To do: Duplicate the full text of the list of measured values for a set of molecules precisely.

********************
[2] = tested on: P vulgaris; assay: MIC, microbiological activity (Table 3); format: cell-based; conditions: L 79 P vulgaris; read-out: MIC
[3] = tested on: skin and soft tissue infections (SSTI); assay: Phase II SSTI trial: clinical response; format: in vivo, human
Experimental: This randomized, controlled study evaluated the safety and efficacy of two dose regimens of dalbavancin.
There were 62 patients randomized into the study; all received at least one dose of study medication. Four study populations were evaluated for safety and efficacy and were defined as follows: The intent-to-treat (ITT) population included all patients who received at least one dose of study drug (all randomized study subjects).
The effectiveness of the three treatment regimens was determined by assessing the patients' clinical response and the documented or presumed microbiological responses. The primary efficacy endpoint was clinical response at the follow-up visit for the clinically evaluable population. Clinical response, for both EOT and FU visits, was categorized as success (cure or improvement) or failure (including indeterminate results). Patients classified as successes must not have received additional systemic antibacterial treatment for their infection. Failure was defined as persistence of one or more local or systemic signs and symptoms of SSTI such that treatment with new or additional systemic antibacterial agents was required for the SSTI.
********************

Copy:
[2] = tested on: P vulgaris; assay: MIC, microbiological activity (Table 3); format: cell-based; conditions: L 79 P vulgaris; read-out: MIC
[3] = tested on: skin and soft tissue infections (SSTI); assay: Phase II SSTI trial: clinical response; format: in vivo, human
Experimental: This randomized, controlled study evaluated the safety and efficacy of two dose regimens of dalbavancin.
There were 62 patients randomized into the study; all received at least one dose of study medication. Four study populations were evaluated for safety and efficacy and were defined as follows: The intent-to-treat (ITT) population included all patients who received at least one dose of study drug (all randomized study subjects).
The effectiveness of the three treatment regimens was determined by assessing the patients' clinical response and the documented or presumed microbiological responses. The primary efficacy endpoint was clinical response at the follow-up visit for the clinically evaluable population. Clinical response, for both EOT and FU visits, was categorized as success (cure or improvement) or failure (including indeterminate results). Patients classified as successes must not have received additional systemic antibacterial treatment for their infection. Failure was defined as persistence of one or more local or systemic signs and symptoms of SSTI such that treatment with new or additional systemic antibacterial agents was required for the SSTI.